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Take Five With Nicky Schrire

Nicky Schrire By

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Meet Nicky Schrire:
London-born, South African-raised, New York-based vocalist/composer Nicky Schrire has been been praised for her abilit: to use her voice as "a dispensary of emotional power." (Dan Bilawsky, All About Jazz).

A graduate of the Manhattan School of Music, Schrire has performed in New York, South Africa and London. Her debut album, Freedom Flight, has been hailed by critics as "an exceptional debut" (Steven Lewis, Hard bop Jazz Journal) and "a thrilling maiden voyage" (Andrea Canter, Jazz Police).

Instrument(s):
Voice.

Teachers and/or influences?
Teachers/mentors: Peter Eldridge, Kate McGarry, Theo Bleckmann, Dominique Eade, Norma Winstone, Amy Cervini.

Influences: Maria Pia De Vito, Youn Sun Nah, Luciana Souza, Becca Stevens, Gretchen Parlato, Jo Lawry, Blossom Dearie

Your sound and approach to music:
My sound is constantly changing as I learn more about what I like and what I don't like. As I discover new music I'm able to broaden my capacity to hear new sounds and that allows me to grow and progress as a musician (and a person). At the moment, I'd describe my sound as a mishmash of jazz, pop and folk influences.

I think, more than anything, that music is supposed to make people feel something, anything (Preferably not aversion!). That's the best way to measure whether the music in question is "good." Does it make the audience and the musicians who are playing it feel something? We tend to get too caught up in labels and genre-specific requirements, and we forget that music is supposed to be fun, and elicit joy from listeners. It doesn't matter whether it's jazz, pop, folk, R&B or a film score. Does it affect you when you hear the music in question?

Your dream band:
Jim Black said it best when asked who he still wanted to play with. He replied, "I don't want to play with anyone. Who do I need to play with? I need to play with my friends and people I like."

There are millions of amazing musicians in the industry, but that doesn't mean there are millions of musicians I'd like to play with. It's so important to choose musicians that you get along with, socially, and who also share your musical aesthetic. That said, my ear gravitates towards pianists and I'd love to work with Fred Hersch, Brad Mehldau and Neil Cowley.

The first Jazz album I bought was:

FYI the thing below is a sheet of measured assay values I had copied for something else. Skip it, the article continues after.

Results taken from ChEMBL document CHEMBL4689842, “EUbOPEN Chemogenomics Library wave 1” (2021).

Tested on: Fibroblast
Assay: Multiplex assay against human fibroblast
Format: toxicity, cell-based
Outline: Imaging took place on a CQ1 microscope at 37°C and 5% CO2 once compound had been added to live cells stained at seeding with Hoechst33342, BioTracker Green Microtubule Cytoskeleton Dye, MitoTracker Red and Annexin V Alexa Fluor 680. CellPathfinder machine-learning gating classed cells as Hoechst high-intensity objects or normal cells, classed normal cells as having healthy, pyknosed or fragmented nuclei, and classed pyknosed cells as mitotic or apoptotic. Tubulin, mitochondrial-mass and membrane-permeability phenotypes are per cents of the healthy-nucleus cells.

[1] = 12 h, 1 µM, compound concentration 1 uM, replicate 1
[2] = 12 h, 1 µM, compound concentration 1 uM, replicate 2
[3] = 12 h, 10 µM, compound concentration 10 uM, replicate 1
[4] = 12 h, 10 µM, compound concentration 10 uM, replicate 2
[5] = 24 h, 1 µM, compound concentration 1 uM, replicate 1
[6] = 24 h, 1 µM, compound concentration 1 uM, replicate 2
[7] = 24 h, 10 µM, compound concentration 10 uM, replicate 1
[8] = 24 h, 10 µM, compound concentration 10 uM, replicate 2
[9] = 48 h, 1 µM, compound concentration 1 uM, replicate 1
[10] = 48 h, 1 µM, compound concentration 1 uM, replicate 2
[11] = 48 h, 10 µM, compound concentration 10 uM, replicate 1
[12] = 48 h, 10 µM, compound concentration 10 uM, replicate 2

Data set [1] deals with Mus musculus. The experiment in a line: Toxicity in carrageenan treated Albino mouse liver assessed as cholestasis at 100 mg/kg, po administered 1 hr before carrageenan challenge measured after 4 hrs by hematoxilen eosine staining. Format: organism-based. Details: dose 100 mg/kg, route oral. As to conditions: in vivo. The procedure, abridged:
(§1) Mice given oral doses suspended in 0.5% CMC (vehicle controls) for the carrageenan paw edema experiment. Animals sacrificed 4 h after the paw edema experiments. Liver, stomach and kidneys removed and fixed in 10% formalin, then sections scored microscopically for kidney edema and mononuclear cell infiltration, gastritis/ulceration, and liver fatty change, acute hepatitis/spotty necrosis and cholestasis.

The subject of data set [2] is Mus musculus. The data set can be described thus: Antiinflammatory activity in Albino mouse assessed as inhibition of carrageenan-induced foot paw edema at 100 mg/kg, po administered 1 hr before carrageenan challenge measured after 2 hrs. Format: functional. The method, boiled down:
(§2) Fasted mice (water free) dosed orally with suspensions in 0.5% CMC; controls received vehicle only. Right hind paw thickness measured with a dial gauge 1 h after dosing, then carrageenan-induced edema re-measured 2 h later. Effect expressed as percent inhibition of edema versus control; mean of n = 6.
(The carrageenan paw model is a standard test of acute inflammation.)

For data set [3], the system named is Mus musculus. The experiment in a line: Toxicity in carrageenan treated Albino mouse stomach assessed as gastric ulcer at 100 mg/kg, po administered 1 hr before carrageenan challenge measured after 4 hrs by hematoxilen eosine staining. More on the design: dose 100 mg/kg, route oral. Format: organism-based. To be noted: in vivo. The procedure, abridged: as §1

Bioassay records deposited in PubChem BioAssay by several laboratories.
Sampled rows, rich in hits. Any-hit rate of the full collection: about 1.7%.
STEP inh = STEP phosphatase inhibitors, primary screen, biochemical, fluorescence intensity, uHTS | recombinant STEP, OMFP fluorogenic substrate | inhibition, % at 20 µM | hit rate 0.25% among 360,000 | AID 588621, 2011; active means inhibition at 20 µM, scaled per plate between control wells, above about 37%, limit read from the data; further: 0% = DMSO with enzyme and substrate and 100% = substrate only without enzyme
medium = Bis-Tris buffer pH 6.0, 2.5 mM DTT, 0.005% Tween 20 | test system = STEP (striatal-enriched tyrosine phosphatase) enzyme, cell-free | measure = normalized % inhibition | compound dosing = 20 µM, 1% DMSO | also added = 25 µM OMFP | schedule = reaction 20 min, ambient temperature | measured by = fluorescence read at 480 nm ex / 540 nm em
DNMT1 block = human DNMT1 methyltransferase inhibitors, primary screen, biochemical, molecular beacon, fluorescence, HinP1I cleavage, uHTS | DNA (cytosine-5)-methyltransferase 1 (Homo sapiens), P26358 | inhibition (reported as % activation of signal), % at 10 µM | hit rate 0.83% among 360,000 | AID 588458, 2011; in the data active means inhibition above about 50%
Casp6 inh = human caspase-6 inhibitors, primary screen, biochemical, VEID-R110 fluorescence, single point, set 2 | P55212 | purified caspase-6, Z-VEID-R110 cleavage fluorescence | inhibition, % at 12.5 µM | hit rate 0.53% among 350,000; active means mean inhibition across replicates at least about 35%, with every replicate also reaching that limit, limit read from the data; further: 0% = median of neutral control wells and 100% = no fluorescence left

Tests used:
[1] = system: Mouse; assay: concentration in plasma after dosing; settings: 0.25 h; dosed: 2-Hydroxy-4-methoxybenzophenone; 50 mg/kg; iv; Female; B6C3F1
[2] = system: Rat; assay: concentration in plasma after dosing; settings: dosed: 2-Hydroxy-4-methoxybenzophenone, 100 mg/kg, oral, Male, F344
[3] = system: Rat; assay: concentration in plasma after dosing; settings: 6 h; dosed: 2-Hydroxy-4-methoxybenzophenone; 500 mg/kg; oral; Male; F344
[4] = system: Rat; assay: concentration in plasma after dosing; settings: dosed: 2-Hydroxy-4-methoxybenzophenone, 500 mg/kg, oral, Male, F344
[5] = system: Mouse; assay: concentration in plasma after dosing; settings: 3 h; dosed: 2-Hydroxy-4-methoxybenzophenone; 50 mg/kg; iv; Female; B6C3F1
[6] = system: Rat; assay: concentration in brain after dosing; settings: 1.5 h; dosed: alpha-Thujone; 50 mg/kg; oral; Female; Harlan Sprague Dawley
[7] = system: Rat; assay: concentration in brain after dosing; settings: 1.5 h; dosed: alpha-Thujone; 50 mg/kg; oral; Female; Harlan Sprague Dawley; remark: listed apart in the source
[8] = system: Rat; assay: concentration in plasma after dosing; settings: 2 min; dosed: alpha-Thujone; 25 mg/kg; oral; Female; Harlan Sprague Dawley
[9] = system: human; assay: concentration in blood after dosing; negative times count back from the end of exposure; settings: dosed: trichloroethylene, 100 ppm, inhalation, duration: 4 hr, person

Verve's The Complete Ella Fitzgerald Songbooks box set. It was actually a gift from my mum but it introduced me to Ella, vocal jazz and had a huge influence on my interest in jazz. I can still sing along to the instrumental interludes, introductions and fills.

What do you think is the most important thing you are contributing musically?
I hope that I'm contributing something (maybe a knack for talking too much?) to the already remarkable pool of vocalists in New York City. And I like to think that my quest to be a musician as well as a singer (the two are not always one and the same, although they should be) will encourage other young singers to strive for the same ideal.

Did you know...
I was a saxophonist before I was a singer. The tenor saxophone introduced me to the world of jazz and allowed me to experience playing in big bands both in school and college (I was a double major—saxophone and classical piano—in my first year at college). I played the tenor, baritone and soprano saxophones and doubled on clarinet and bass clarinet.

CDs you are listening to now:
Romain Collin, The Calling (Palmetto); Thomas Newman, Angels In America (Nonesuch);
Shawn Colvin, A Few Small Repairs (Sony).

How would you describe the state of jazz today?
Ever-changing. Challenging. Exciting.

What is in the near future?
I'm preparing for my debut gig in London (October 5, 2012 at "The Forge," with Nikki Iles, Dave Hamblett and Ryan Trebilcock). I'm excited to get to perform for friends and family who haven't gotten to hear me live as of yet. I'm also preparing music for my sophomore album recording—it's a completely different kettle of fish to my debut album, so it promises to be yet another interesting adventure!

Photo Credit

Courtesy of Nicky Schrire

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